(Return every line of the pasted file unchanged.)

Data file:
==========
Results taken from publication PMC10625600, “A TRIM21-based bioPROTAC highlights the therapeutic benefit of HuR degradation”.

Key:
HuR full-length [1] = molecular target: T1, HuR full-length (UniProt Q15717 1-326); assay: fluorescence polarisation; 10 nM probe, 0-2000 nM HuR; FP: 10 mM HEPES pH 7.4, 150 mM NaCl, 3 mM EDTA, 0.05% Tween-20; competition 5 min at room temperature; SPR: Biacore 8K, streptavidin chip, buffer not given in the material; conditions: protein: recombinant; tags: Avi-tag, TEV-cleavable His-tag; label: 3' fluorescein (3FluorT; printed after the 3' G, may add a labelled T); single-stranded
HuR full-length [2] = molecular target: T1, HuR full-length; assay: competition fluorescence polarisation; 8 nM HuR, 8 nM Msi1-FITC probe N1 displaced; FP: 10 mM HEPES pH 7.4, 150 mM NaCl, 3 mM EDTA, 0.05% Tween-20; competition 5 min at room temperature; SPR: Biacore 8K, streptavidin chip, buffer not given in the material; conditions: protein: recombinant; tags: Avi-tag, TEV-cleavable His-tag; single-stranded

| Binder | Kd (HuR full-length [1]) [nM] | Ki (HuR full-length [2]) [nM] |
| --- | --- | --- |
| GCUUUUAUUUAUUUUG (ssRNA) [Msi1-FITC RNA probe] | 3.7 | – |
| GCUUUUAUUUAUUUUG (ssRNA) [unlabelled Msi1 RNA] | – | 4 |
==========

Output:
Results taken from publication PMC10625600, “A TRIM21-based bioPROTAC highlights the therapeutic benefit of HuR degradation”.

Key:
HuR full-length [1] = molecular target: T1, HuR full-length (UniProt Q15717 1-326); assay: fluorescence polarisation; 10 nM probe, 0-2000 nM HuR; FP: 10 mM HEPES pH 7.4, 150 mM NaCl, 3 mM EDTA, 0.05% Tween-20; competition 5 min at room temperature; SPR: Biacore 8K, streptavidin chip, buffer not given in the material; conditions: protein: recombinant; tags: Avi-tag, TEV-cleavable His-tag; label: 3' fluorescein (3FluorT; printed after the 3' G, may add a labelled T); single-stranded
HuR full-length [2] = molecular target: T1, HuR full-length; assay: competition fluorescence polarisation; 8 nM HuR, 8 nM Msi1-FITC probe N1 displaced; FP: 10 mM HEPES pH 7.4, 150 mM NaCl, 3 mM EDTA, 0.05% Tween-20; competition 5 min at room temperature; SPR: Biacore 8K, streptavidin chip, buffer not given in the material; conditions: protein: recombinant; tags: Avi-tag, TEV-cleavable His-tag; single-stranded

| Binder | Kd (HuR full-length [1]) [nM] | Ki (HuR full-length [2]) [nM] |
| --- | --- | --- |
| GCUUUUAUUUAUUUUG (ssRNA) [Msi1-FITC RNA probe] | 3.7 | – |
| GCUUUUAUUUAUUUUG (ssRNA) [unlabelled Msi1 RNA] | – | 4 |